Pragmatic Precision Psychiatry
Prof Ronald C. Kessler
McNeil Family Professor of Health Care Policy
Harvard Medical School
The precision medicine revolution has progressed more slowly in psychiatry than other areas of medicine. In this presentation, I argue that this is because the focus of precision psychiatry up to now has been on under-powered studies of biomarkers predicting differential response across psychotropic medications. Such studies have a very low likelihood of yielding useful information, especially given the lack of substantial variation in mechanisms of action of comparator interventions. However, there are other great unexplored opportunities for precision treatment planning in psychiatry. An overview of these opportunities is presented here along with discussion of some illustrative ongoing studies.
Speaker's brief biography:
Ronald Kessler, Ph.D. is the McNeil Family Professor of Health Care Policy at Harvard Medical School. He is a psychiatric epidemiologist whose work involves carrying out mental health needs assessment surveys, advising governments around the world on unmet need for treatment of mental disorders, and collaborating in the design and evaluation of preventive and treatment interventions for these disorders. His intervention work focuses on heterogeneity of treatment effects and developing precision treatment rules.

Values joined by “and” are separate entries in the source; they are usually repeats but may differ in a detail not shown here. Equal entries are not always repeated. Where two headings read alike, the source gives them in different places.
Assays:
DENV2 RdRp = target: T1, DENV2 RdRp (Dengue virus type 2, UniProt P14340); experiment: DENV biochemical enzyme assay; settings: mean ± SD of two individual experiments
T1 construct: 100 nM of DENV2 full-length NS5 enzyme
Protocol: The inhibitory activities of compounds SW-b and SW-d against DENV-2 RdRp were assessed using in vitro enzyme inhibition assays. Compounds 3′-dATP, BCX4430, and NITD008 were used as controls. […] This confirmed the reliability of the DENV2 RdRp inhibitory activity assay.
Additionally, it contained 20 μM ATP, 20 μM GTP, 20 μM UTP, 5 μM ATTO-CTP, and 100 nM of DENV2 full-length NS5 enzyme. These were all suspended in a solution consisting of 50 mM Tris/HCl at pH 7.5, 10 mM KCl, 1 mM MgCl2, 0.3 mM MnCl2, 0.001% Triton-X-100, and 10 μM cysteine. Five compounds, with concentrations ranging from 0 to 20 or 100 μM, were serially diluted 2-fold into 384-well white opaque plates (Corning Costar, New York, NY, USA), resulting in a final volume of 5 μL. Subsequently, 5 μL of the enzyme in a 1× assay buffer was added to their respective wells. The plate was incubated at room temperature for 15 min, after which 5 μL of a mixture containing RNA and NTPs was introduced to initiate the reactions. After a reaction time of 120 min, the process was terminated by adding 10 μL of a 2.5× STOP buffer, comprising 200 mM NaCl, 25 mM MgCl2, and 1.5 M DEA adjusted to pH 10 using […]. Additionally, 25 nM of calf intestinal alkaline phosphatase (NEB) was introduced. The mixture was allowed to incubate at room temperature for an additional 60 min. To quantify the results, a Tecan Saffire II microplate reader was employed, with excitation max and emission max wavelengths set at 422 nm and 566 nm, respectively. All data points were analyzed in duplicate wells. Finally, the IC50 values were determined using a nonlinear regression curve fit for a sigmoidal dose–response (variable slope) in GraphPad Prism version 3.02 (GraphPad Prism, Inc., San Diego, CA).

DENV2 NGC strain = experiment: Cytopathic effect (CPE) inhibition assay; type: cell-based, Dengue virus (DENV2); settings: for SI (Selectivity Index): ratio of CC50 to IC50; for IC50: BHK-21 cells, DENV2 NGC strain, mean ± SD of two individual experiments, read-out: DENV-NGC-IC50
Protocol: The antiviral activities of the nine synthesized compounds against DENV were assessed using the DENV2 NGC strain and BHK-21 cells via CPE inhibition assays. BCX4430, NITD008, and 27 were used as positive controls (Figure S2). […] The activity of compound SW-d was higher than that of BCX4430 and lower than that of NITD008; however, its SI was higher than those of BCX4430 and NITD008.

Kessler is the most widely cited mental health researcher in the field of psychiatry according to the Updated Science-wide Author Databases of Standardized Citation Indicators (https://elsevier.digitalcommonsdata.com/datasets/btchxktzyw/5). He is a member of the US National Academy of Sciences, National Academy of Medicine, and American Academy of Arts and Sciences. He earned his PhD in sociology from New York University, completed a postdoctoral fellowship in psychiatric epidemiology at the University of Wisconsin, and was on the faculty at the University of Michigan before taking his current position at Harvard Medical School in 1995.